OSCE releases first international report documenting Russia's war crimes
The report has more than 100 pages and contains an investigation into the human rights and humanitarian consequences of the Russian Federation's invasion of Ukraine launched on February 24, 2022, an Ukrinform correspondent reports from Austria.
“The Mission found clear patterns of international humanitarian law violations by the Russian forces on many of the issues investigated. This concerns in particular their conduct of hostilities,” reads the report.
According to experts, it is not conceivable that so many civilians would have been killed and injured and so many civilian objects, including houses, hospitals, cultural property, schools, multi-story residential buildings, administrative buildings, penitentiary institutions, police stations, water stations and electricity systems would have been damaged or destroyed if Russia had respected its IHL obligations in terms of distinction, proportionality and precautions in conducting hostilities in Ukraine.
“The conduct of the siege of Mariupol is an extreme example,” the document underscores.
It also states that the Russian Federation is the aggressor and is responsible for all human suffering in Ukraine. In addition, the report acknowledges the Russian occupation of certain areas of Donetsk and Luhansk regions (CADLR) of Ukraine and the IHL violations there before the large-scale invasion on February 24.
“Much of the conduct of Russian forces in parts of Ukraine it occupied before and after 24 February 2022, including through its proxies, the self-proclaimed “republics” of Donetsk and Luhansk, equally violates IHL of military occupation,” the experts state.
The report documents numerous crimes committed by Russian troops, including the use of cluster munitions, munitions with a large blast radius, such as large bombs or missiles, unguided missiles, artillery and mortars, multiple launch rocket systems (MLRS) and dumb bombs released by aircraft and the alleged use of incendiary weapons, white phosphorus and thermobaric or vacuum bombs, in densely populated areas.
According to experts, in most cases, attack angles, munitions used and objects hit clearly demonstrate that such attacks are attributable to Russia.
Among the numerous cases of obvious IHL violations and war crimes, the most flagrant ones were air strikes on maternity hospital and drama theater in Mariupol.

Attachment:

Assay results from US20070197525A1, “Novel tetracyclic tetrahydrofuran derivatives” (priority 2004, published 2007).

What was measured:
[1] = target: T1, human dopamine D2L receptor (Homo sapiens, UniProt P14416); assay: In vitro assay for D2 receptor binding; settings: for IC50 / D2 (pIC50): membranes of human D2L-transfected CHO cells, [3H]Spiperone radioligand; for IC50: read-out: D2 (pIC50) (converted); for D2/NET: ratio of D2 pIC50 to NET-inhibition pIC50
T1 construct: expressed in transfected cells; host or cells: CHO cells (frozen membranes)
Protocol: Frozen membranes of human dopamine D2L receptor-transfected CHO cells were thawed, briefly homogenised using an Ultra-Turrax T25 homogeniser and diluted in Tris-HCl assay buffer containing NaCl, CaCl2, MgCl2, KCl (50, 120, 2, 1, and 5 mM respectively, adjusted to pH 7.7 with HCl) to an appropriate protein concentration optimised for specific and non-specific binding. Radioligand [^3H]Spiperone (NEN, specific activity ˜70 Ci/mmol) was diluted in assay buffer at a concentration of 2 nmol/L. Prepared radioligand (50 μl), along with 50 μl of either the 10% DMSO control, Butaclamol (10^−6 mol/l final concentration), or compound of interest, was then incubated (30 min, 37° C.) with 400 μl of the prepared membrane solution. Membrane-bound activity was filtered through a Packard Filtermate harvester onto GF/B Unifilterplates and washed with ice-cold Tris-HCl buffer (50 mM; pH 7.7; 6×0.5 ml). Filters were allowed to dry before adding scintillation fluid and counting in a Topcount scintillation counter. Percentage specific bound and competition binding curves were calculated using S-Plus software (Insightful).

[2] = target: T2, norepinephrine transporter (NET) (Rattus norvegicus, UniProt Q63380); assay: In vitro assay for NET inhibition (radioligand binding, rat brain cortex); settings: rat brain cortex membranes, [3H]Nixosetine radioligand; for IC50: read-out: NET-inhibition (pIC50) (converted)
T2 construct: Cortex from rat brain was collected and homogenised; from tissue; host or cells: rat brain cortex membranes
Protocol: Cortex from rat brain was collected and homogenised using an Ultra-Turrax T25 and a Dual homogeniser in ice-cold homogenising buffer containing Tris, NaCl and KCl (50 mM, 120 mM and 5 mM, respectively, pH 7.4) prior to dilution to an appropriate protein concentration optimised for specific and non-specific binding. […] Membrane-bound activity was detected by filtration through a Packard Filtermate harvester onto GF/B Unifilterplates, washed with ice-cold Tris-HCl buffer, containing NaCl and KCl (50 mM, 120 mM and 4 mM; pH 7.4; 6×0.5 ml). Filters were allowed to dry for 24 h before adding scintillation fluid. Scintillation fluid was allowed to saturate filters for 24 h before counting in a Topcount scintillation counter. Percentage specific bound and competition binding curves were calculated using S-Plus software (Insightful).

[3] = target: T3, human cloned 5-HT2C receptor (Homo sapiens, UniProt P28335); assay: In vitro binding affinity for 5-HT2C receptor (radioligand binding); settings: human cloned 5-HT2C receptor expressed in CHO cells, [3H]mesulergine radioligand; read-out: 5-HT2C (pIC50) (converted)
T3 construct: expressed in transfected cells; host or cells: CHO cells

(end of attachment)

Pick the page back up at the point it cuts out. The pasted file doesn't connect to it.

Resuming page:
The report also points out the arrest of civilians, including journalists, by the Russian military without any procedure and with the use of ill-treatment, which is tantamount to torture.
The report also cites numerous allegations of rapes, including gang rapes committed by the Russian military, as well as documented acts of violence by the Russian military such as targeted killings, enforced disappearances or abductions of civilians.
A separate IHL violation was the use of Red Cross emblems by Russians to mark military non-medical vehicles, the use of Ukrainian flags, Ukrainian military or police uniforms and vehicles, white flags, civilian clothing and OSCE symbols to facilitate Russian military operations.
The report points out the need for a serious international investigation into the executions of large numbers of civilians during Russia's occupation of localities near Kyiv, including Bucha, testifying to war crimes and crimes against humanity committed by Russian troops.
It is underscored that official Moscow refused to contribute to the work of the independent expert mission.
As reported, 45 participating States invoked the OSCE Moscow Mechanism to document and gather evidence of possible human rights violations, violations of international humanitarian law, as well as possible war crimes and crimes against humanity committed in Ukraine by Russian troops with the support of Belarus.
Photo credit: Evgeniy Maloletka
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